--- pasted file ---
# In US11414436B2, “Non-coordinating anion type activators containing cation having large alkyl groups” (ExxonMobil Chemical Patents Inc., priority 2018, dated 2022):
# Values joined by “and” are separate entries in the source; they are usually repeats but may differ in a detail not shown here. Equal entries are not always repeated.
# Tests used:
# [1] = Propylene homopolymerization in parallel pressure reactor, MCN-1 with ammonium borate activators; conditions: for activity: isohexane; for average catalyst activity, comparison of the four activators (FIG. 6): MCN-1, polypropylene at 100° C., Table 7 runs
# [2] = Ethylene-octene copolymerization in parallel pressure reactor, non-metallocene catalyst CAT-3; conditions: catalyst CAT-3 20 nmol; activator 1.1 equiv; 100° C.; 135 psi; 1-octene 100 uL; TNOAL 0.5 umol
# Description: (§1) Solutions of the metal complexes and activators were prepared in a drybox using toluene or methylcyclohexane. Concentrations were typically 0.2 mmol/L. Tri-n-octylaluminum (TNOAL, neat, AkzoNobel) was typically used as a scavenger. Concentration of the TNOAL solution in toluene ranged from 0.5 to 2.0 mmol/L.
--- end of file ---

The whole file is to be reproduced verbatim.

# In US11414436B2, “Non-coordinating anion type activators containing cation having large alkyl groups” (ExxonMobil Chemical Patents Inc., priority 2018, dated 2022):
# Values joined by “and” are separate entries in the source; they are usually repeats but may differ in a detail not shown here. Equal entries are not always repeated.
# Tests used:
# [1] = Propylene homopolymerization in parallel pressure reactor, MCN-1 with ammonium borate activators; conditions: for activity: isohexane; for average catalyst activity, comparison of the four activators (FIG. 6): MCN-1, polypropylene at 100° C., Table 7 runs
# [2] = Ethylene-octene copolymerization in parallel pressure reactor, non-metallocene catalyst CAT-3; conditions: catalyst CAT-3 20 nmol; activator 1.1 equiv; 100° C.; 135 psi; 1-octene 100 uL; TNOAL 0.5 umol
# Description: (§1) Solutions of the metal complexes and activators were prepared in a drybox using toluene or methylcyclohexane. Concentrations were typically 0.2 mmol/L. Tri-n-octylaluminum (TNOAL, neat, AkzoNobel) was typically used as a scavenger. Concentration of the TNOAL solution in toluene ranged from 0.5 to 2.0 mmol/L.